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Author: Hewes, Gina Marie
Resulting in 1 citation.
1. Hewes, Gina Marie
Black-White Differences in the Gender Wage Ratio
Ph.D. Dissertation, Harvard University, 2003. DAI-A 64/05, p. 1863, Nov 2003
Cohort(s): NLSY79
Publisher: UMI - University Microfilms, Bell and Howell Information and Learning
Keyword(s): Black Studies; Economics of Gender; Economics of Minorities; Educational Attainment; Ethnic Differences; Gender Differences; Labor Economics; Racial Differences; Wage Differentials; Wages, Women; Work Experience

Gender wage inequality among African-Americans is an under-researched area. What is especially interesting about the black gender wage ratio is that it shows more gender equality than does the white gender wage ratio. A theory of black women's labor force commitment is developed to frame an exploration of the race difference in gender wage inequality. It is hypothesized that the cultural context and economic necessity in which many black women grow up produce a strong commitment to the labor force; this commitment in turn results in educational attainment and work experience. These two factors, in their turn, are related to wages and thus the gender wage ratio. This theory is investigated using the 1996 wave of the National Longitudinal Survey of Youth 1979 Cohort. Findings indicate that the race difference in the gender wage ratio is robust, and not an artifact of race-sex group differential selection into wage-earning. Under many different conditions of sample inclusion and at all wage levels, black women do better relative to black men than white women do relative to white men. Black women are especially doing better, relative to black men, than white women relative to white men, at the highest wage levels. Furthermore, black women do have higher levels of work commitment than white women; in fact, their commitment level is similar to men's. Work commitment, however, has no direct effect in explaining the race difference in the gender wage ratio. Black women were found to have higher levels of education and work experience, relative to black men, than white women have relative to white men, and both of these factors were important in explaining race differences in the gender wage ratio. Especially important for understanding race-sex group differences in wage were family status variables. In particular, being married and having fewer children are associated with higher wages, but black women are the least likely to be married and have the most children, on average, of the four race-sex groups. These factors penalize black women in the labor market, producing wages much lower than might be expected based on their educational level and work experience. The findings are discussed in regard to policy implications and implications for future research.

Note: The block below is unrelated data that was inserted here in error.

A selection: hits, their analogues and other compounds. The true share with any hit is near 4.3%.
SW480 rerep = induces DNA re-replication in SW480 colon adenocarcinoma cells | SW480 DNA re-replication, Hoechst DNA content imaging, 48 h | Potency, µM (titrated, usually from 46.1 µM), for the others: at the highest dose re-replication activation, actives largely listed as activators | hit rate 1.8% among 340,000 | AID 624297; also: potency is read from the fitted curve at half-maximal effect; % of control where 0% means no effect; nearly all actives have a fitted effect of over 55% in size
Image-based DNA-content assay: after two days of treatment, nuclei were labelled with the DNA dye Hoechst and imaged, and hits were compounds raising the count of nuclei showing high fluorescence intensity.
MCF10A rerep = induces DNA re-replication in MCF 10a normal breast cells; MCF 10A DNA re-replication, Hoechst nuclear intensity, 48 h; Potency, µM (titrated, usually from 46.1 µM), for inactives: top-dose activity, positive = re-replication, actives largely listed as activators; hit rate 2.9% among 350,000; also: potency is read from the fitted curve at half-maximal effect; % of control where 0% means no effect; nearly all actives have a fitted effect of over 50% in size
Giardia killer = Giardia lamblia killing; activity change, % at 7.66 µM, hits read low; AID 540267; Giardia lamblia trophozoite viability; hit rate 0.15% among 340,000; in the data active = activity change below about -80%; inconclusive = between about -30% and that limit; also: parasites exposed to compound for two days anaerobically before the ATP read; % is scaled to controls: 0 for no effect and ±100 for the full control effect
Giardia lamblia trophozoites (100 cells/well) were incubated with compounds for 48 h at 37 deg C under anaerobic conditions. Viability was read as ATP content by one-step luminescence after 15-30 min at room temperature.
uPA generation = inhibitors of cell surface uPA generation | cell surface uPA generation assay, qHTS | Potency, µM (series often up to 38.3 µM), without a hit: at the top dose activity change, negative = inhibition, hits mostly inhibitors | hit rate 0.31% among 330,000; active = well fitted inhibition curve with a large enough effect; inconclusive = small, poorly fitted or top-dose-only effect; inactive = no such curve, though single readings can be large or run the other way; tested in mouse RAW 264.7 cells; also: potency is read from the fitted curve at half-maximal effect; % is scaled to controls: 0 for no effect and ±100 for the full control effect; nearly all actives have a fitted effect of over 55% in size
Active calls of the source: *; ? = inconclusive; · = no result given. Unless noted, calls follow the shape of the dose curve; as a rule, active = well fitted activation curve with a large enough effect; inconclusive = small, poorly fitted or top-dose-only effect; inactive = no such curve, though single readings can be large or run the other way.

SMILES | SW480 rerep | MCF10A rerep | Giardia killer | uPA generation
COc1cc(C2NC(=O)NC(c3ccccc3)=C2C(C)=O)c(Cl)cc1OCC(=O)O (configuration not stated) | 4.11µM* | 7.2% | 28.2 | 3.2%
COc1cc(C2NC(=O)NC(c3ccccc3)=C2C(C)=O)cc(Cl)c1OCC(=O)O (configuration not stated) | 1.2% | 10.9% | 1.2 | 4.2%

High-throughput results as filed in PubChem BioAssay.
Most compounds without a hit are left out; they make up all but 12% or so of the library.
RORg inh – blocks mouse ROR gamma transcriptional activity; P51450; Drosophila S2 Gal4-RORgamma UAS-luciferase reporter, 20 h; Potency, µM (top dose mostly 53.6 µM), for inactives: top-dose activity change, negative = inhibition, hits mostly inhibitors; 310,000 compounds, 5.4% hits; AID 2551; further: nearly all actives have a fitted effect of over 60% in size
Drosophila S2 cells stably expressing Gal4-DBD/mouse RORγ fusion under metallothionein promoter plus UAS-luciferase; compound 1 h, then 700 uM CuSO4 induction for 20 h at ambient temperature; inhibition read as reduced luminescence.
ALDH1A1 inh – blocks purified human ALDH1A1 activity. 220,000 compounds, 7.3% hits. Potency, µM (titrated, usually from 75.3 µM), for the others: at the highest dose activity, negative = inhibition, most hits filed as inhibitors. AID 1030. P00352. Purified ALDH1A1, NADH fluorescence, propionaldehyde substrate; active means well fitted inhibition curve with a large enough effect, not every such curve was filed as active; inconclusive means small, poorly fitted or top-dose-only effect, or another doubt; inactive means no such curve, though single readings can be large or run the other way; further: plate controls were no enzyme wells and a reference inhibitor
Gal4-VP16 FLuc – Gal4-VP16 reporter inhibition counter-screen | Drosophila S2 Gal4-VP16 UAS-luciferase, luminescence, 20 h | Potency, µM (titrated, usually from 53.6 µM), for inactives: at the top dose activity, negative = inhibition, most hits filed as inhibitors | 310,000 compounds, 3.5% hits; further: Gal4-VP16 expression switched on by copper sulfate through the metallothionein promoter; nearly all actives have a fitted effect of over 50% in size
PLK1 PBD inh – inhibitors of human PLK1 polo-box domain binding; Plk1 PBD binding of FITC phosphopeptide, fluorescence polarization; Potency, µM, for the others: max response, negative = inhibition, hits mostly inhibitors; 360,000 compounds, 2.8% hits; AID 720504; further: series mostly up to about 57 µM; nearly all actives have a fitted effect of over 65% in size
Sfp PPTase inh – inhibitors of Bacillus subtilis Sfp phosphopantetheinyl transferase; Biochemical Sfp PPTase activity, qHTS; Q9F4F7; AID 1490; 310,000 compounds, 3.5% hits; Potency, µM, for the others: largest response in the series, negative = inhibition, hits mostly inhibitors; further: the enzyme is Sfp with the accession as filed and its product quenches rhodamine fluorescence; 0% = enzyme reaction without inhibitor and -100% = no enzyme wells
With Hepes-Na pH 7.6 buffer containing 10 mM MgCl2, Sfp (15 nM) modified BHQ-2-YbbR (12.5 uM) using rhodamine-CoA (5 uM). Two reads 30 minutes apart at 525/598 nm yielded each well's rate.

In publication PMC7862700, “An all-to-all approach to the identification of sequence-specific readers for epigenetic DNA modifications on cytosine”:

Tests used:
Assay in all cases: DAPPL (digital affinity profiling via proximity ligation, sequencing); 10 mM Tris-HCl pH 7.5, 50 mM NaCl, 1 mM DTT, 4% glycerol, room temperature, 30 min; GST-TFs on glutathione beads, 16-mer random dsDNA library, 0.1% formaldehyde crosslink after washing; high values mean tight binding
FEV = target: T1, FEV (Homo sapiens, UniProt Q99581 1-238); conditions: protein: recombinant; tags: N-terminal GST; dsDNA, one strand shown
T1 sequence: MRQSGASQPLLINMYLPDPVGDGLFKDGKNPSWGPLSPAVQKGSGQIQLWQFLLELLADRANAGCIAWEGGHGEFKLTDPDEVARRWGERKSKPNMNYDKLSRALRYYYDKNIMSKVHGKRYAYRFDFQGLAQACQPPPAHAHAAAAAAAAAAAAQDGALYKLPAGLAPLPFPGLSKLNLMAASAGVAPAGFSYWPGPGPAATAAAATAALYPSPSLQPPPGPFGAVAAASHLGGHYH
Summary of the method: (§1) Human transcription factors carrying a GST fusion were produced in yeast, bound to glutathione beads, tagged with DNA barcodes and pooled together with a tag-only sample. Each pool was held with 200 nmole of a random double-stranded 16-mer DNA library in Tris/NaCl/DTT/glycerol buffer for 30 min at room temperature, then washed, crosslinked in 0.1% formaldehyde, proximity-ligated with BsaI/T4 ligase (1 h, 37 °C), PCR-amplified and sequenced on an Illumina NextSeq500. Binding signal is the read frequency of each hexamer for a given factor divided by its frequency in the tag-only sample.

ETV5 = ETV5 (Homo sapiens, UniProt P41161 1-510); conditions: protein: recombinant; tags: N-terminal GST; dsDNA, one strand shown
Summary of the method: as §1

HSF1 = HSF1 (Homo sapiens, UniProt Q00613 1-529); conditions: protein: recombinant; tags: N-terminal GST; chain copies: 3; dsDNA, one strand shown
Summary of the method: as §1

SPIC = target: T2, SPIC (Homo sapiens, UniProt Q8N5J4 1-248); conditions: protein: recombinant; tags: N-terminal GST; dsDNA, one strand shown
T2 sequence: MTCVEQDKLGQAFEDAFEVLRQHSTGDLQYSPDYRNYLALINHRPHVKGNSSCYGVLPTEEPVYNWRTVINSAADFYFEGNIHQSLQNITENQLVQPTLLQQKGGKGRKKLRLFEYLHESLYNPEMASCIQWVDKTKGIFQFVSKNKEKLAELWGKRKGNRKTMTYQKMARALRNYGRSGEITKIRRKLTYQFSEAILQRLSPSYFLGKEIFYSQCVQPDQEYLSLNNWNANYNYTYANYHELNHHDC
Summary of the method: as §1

Bibliography Citation
Hewes, Gina Marie. Black-White Differences in the Gender Wage Ratio. Ph.D. Dissertation, Harvard University, 2003. DAI-A 64/05, p. 1863, Nov 2003.